Additionally, I beg to remind ourselves that we are not dealing with the Taliban as a one time event. This kind of Islamist movement has been going on for quite some time and did not begin on 9/11 [2001]. The US in any case should remember the attacks on its embassies in Africa and on USS Cole long before 9/11 as well as other attacks on US targets. Whenever anything like 9/11 seems likely, right thinking people around the world shall have to come together to make a common fight against such an attempt.
V. C. Bhutani, Delhi, India, Nov 25 2009, 1312 IST

Posted by: vineycb1 | November 25, 2009 2:42 AM | Report abuse

Yonkers, New York
25 November 2009

Yes, David Ignatius, why not enter into peace negotiations with the Taliban now?

This Afghan war, already characterized as bottomless and unwinnable, is going nowhere.

In the first place, its original strategic logic has already been pulled from under the rug of U.S. and NATO forces there because Osama bin-Laden and his al-Qaeda have left Afghanistan and moved over to safe havens in Pakistan where they have friends and protectors.

In the second place, recall that the Taliban and those Afghan tribal chiefs were once the friends and allies of the U.S. in the successful efforts to dislodge Soviet forces from Afghanistan from 1979 through 1989.

They can be the U.S.'s and NATO's friends and allies again, in the same pragmatic and realistic way that the Sunni militias under Moqtada al-Sadr eventually became the U.S.'s allies in Iraq.

Mariano Patalinjug

Posted by: MPatalinjug | November 25, 2009 6:05 AM | Report abuse

Yonkers, New York
25 November 2009

Yes, David Ignatius, why not enter into peace negotiations with the Taliban now?

This Afghan war, already characterized as bottomless and unwinnable, is going nowhere.

In the first place, its original strategic logic has already been pulled from under the rug of U.S. and NATO forces there because Osama bin-Laden and his al-Qaeda have left Afghanistan and moved over to safe havens in Pakistan where they have friends and protectors.

In the second place, recall that the Taliban and those Afghan tribal chiefs were once the friends and allies of the U.S. in the successful efforts to dislodge Soviet forces from Afghanistan from 1979 through 1989.

They can be the U.S.'s and NATO's friends and allies again, in the same pragmatic and realistic way that the Sunni militias under Moqtada al-Sadr eventually became the U.S.'s allies in Iraq.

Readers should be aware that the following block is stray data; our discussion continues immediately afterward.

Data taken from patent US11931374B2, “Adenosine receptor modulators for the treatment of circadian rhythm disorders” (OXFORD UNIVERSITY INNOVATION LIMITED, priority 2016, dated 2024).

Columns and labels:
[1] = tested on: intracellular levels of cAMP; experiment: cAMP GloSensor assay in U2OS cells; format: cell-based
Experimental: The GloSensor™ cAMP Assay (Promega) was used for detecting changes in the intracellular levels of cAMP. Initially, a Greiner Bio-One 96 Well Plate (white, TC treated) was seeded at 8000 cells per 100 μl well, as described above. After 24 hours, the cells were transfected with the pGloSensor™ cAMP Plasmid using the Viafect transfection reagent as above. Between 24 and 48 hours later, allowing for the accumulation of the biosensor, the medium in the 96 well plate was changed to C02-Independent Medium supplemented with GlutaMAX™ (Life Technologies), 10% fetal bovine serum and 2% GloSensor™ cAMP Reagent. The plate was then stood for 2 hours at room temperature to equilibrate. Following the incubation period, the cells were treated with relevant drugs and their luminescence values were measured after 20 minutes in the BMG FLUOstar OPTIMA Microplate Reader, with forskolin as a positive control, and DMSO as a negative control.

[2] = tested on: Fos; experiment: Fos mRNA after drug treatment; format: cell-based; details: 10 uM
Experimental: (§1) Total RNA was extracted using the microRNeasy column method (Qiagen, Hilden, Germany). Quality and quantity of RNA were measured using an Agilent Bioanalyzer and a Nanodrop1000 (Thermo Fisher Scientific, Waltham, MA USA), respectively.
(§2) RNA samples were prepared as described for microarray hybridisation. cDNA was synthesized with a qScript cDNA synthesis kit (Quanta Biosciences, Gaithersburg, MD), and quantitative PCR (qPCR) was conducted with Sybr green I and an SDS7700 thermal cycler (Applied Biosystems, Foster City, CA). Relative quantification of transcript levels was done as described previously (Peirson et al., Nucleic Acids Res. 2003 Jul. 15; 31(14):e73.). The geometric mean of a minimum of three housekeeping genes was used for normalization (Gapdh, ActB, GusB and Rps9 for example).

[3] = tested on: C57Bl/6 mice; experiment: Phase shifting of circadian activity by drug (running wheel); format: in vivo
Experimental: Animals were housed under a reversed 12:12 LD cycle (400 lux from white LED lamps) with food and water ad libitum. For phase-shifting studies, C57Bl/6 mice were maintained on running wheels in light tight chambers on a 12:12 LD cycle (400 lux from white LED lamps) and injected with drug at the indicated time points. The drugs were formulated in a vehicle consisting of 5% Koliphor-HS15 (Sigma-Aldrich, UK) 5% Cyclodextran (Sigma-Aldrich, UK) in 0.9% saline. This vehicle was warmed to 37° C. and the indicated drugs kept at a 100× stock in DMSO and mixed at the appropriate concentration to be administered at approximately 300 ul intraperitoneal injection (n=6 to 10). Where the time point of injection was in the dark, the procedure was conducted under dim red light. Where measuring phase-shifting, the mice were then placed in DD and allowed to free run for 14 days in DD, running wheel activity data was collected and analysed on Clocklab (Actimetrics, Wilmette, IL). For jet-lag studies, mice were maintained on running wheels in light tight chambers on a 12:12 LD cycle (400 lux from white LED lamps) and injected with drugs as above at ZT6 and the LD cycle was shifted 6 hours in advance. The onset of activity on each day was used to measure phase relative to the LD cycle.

Mariano Patalinjug

Posted by: MPatalinjug | November 25, 2009 6:05 AM | Report abuse

Maybe when Shariah law hits you right in your blissfully ignorant faces you might wake up and see whats going on here and hoiw it is infiltrating the United States. These people do not want to negotiate ..they want world domination... and any negotations they agree to will be null and void as soon they feel they can get away with it. Give them and inch and they will keep on taking..

Posted by: JUNGLEJIM123 | November 25, 2009 8:38 AM | Report abuse

Perhaps we could entice the Saudis to help negotiate settlements with the inner-city youth gangs in our major cities. Ask them to give up the drug trade in lieu of stimulus money from the Obama Admn. The level of violence could be significantly reduced.

Posted by: johnson0572 | November 25, 2009 10:33 AM | Report abuse

Has Mr. Ignatious or anyone else other than me read the `9-11 Commission Report?'

In light of that report's solid conclusions this bid to `negotiate withe Taliban' is stupid cubed...

Posted by: AlongTheWatchTowers | November 25, 2009 1:26 PM | Report abuse

Those wacky packees!

Is there anything that they WON'T say in order to steal a couple more billion from the U.S. taxpayers? Clearly there is not.

Posted by: Heerman532 | November 25, 2009 1:53 PM | Report abuse

Lyndon B.Johnson shouldv'e Negoitated a Peace Treaty with The North Viet Nam...

They Won the War.

We sent 500,000 and we still Lost that War and 1000's of US Troops.

Obama will not Repeat this Blunder.

We Cannot Afford this War, its Killing this Nation's Economy.


We're in Major Debt to Communist-Socialist China, 12 Trillion Dollars and Counting, with Interest for the Past 8 Years and You Low Life's want to Keep this Bogus Occupation Alive...